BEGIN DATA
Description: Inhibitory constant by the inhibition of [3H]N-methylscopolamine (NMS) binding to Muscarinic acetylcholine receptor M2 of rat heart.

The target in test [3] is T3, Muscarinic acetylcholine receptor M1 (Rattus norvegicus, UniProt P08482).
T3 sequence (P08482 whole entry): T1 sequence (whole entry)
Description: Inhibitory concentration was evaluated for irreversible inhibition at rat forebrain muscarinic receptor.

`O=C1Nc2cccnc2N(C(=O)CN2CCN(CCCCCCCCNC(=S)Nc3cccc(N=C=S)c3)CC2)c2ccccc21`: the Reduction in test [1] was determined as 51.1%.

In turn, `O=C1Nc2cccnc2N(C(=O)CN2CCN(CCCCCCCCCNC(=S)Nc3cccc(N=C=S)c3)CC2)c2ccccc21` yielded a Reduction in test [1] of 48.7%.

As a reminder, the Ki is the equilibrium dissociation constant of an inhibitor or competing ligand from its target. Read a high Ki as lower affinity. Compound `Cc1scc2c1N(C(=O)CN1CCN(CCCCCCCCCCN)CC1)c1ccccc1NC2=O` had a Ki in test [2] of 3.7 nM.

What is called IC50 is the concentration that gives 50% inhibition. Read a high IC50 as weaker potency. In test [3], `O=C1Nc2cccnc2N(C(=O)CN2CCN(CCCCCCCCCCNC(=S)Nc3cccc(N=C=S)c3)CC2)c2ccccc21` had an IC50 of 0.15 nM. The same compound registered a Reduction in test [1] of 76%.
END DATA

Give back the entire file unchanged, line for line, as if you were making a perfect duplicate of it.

Description: Inhibitory constant by the inhibition of [3H]N-methylscopolamine (NMS) binding to Muscarinic acetylcholine receptor M2 of rat heart.

The target in test [3] is T3, Muscarinic acetylcholine receptor M1 (Rattus norvegicus, UniProt P08482).
T3 sequence (P08482 whole entry): T1 sequence (whole entry)
Description: Inhibitory concentration was evaluated for irreversible inhibition at rat forebrain muscarinic receptor.

`O=C1Nc2cccnc2N(C(=O)CN2CCN(CCCCCCCCNC(=S)Nc3cccc(N=C=S)c3)CC2)c2ccccc21`: the Reduction in test [1] was determined as 51.1%.

In turn, `O=C1Nc2cccnc2N(C(=O)CN2CCN(CCCCCCCCCNC(=S)Nc3cccc(N=C=S)c3)CC2)c2ccccc21` yielded a Reduction in test [1] of 48.7%.

As a reminder, the Ki is the equilibrium dissociation constant of an inhibitor or competing ligand from its target. Read a high Ki as lower affinity. Compound `Cc1scc2c1N(C(=O)CN1CCN(CCCCCCCCCCN)CC1)c1ccccc1NC2=O` had a Ki in test [2] of 3.7 nM.

What is called IC50 is the concentration that gives 50% inhibition. Read a high IC50 as weaker potency. In test [3], `O=C1Nc2cccnc2N(C(=O)CN2CCN(CCCCCCCCCCNC(=S)Nc3cccc(N=C=S)c3)CC2)c2ccccc21` had an IC50 of 0.15 nM. The same compound registered a Reduction in test [1] of 76%.